Google (GOOGL) CEO Sundar Pichai said he never actually declared a “code red” within the company to develop a competing product of OpenAI’s ChatGPT, as widely reported by news organizations in December, a few weeks before Google announced Bard, its artificial intelligence chatbot.
“I’m laughing, because first of all, I did not issue a code red,” Pichai said during an episode of the New York Times’ podcast Hard Fork on March 31 when asked by host Casey Newton how a CEO’s “code red” changes life inside Google.
“I am definitely asking teams to move with urgency,” Pichai said. “I’m asking, in a deep way, engaging with the teams to understand how we are going to use LLMs (large language models) or generative AI to translate into deep, meaningful experiences… There are people who have probably sent emails saying there is a code red.”
In the wide-ranging interview, Pichai also discussed the mixed public reactions to Bard since its launch and why he intentionally put an imperfect product out in the market despite high expectations on Google’s answer to ChatGPT.
Google unveiled Bard on Feb. 6 and it almost immediately became a flop after making a simple mistake during a product demo. User reactions to Bard so far have been largely muted, with some people saying it’s not as good as ChatGPT or Microsoft’s GPT-enhanced Bing.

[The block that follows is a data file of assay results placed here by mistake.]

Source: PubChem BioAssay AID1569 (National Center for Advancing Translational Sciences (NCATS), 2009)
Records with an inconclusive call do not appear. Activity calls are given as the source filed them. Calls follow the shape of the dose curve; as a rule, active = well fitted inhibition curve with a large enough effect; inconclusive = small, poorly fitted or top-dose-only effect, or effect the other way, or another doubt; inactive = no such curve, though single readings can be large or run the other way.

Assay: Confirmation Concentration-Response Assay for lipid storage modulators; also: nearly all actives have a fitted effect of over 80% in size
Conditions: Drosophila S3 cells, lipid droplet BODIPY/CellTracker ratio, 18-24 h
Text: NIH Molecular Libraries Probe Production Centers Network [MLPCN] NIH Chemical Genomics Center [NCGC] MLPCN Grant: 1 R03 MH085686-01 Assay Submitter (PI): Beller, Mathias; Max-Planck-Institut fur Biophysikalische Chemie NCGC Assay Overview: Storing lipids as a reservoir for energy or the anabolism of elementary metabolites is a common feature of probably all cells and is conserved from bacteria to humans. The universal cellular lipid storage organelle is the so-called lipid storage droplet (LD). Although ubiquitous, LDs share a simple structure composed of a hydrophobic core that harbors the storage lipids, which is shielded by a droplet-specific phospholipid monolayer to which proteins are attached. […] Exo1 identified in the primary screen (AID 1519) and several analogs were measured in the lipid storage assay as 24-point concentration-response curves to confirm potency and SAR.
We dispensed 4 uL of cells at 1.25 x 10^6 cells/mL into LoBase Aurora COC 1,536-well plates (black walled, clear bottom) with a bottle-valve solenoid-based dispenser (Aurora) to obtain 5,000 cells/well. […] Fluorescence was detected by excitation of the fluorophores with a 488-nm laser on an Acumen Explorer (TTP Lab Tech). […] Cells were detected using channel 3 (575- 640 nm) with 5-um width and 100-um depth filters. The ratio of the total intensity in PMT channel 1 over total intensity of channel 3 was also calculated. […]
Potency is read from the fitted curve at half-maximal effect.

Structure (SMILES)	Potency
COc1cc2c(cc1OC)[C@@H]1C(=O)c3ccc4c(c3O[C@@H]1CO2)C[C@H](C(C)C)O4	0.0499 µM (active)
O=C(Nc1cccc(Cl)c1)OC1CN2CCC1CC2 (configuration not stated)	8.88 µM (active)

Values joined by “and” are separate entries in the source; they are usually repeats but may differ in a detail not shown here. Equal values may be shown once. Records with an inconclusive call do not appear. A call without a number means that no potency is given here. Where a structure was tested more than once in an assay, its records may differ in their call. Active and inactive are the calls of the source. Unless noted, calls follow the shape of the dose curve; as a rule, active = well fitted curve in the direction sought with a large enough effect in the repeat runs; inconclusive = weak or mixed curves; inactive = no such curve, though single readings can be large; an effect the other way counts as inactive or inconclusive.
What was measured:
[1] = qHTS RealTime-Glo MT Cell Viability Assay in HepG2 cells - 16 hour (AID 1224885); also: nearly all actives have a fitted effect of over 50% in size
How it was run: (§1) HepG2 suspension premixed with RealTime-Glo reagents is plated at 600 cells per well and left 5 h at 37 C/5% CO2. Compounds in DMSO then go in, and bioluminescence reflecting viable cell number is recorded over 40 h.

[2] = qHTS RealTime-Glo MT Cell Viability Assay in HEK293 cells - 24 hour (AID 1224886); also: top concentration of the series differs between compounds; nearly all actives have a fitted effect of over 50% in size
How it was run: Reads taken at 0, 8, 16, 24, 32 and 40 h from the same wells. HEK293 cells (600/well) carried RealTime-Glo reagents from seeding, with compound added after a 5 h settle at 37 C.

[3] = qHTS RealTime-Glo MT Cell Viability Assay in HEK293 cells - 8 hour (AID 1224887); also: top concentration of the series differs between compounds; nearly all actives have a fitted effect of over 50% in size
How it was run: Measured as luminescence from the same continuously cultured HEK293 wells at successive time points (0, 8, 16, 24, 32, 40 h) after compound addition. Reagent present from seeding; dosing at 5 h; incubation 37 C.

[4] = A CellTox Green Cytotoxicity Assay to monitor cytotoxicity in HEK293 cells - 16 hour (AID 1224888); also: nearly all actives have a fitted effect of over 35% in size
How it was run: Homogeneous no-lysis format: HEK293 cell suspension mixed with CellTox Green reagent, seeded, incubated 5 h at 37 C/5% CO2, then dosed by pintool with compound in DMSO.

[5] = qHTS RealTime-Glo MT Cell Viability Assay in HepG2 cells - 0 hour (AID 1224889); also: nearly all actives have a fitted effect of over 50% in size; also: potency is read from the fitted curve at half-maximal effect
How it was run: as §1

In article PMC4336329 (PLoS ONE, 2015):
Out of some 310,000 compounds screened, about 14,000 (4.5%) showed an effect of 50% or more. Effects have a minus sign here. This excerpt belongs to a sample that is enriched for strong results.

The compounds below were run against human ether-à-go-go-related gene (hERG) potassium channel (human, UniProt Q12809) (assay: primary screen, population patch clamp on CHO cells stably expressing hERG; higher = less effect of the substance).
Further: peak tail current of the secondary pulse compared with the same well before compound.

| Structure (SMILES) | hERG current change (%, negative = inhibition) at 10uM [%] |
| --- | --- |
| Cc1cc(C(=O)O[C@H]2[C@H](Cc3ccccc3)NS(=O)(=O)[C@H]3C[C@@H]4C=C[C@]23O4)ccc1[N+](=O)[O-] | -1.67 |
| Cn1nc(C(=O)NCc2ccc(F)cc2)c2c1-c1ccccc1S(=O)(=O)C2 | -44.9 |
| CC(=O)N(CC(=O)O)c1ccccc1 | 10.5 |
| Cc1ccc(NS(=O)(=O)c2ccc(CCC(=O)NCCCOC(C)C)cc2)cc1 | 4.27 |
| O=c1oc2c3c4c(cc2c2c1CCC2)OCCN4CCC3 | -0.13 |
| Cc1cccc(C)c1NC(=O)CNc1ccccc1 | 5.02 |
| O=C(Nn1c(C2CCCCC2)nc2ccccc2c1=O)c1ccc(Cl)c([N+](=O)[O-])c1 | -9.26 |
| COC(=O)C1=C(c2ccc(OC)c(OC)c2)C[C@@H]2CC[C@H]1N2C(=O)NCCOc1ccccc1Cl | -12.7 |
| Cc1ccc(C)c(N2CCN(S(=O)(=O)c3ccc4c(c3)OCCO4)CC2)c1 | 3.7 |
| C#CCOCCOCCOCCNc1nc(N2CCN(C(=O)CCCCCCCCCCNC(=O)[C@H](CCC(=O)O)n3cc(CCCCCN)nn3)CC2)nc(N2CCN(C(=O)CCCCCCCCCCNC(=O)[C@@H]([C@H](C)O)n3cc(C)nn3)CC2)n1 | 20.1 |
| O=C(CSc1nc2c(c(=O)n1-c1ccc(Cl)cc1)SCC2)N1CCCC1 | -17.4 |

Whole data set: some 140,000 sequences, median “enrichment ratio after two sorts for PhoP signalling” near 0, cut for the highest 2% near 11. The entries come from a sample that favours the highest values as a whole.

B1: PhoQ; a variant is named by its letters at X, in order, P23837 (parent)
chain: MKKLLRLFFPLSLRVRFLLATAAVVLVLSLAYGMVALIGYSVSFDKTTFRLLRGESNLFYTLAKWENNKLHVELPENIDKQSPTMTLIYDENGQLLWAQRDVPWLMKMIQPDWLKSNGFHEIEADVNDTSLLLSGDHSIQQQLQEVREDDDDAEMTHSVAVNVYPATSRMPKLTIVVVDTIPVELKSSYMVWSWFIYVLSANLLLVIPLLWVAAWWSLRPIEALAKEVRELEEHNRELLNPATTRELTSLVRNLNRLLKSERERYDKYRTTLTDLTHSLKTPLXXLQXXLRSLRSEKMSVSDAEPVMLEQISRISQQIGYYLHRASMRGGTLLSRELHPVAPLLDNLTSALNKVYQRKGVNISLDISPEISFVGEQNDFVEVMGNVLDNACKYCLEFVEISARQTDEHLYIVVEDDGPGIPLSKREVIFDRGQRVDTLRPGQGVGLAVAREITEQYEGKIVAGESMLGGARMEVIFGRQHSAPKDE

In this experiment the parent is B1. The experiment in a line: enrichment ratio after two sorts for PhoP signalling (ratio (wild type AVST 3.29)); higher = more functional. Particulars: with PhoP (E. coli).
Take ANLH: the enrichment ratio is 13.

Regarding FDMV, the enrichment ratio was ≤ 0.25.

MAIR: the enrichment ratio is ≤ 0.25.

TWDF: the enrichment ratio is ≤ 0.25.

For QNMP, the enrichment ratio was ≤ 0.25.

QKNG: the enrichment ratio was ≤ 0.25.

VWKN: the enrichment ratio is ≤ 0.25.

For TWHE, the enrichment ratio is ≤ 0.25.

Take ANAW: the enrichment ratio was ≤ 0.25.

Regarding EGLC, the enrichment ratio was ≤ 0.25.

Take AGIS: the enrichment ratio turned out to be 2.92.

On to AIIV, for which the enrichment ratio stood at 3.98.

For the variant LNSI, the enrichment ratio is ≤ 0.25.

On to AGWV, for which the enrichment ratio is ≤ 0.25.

Pichai said the initial version of Bard was powered by a lightweight version of LaMDA, a GPT-like language model Google had worked on for several years. Because of the scaled-back model, “in some ways I feel like we took a souped-up Civic, kind of put it in a race with more powerful cars,” Pichai said.
“But we are going to be training fast,” he added. “We clearly have more capable models. Pretty soon, we will be upgrading Bard to some of our more capable PaLM models, which will bring more capabilities, be it in reasoning, coding. It can answer math questions better.”
As the popularity of generative A.I. tools like ChatGPT surges, there is a growing concern among tech leaders A.I. could outsmart humans before we have a chance to control it. Last week, more than 1,000 academics and tech entrepreneurs, including Elon Musk, signed an open letter urging A.I. companies to pause training advanced language models for six months and draft a set of shared safety protocols.
Safety is one of the reasons Google wants to improve Bard gradually, Pichai said.
“We knew when we were putting Bard out we wanted to be careful. It’s the beginning of a journey for us,” he said. “To me, it was important to not put a more capable model before we can fully make sure we can handle it well. A.I. is the most profound technology humanity will ever work on. I’ve always felt that for a while.”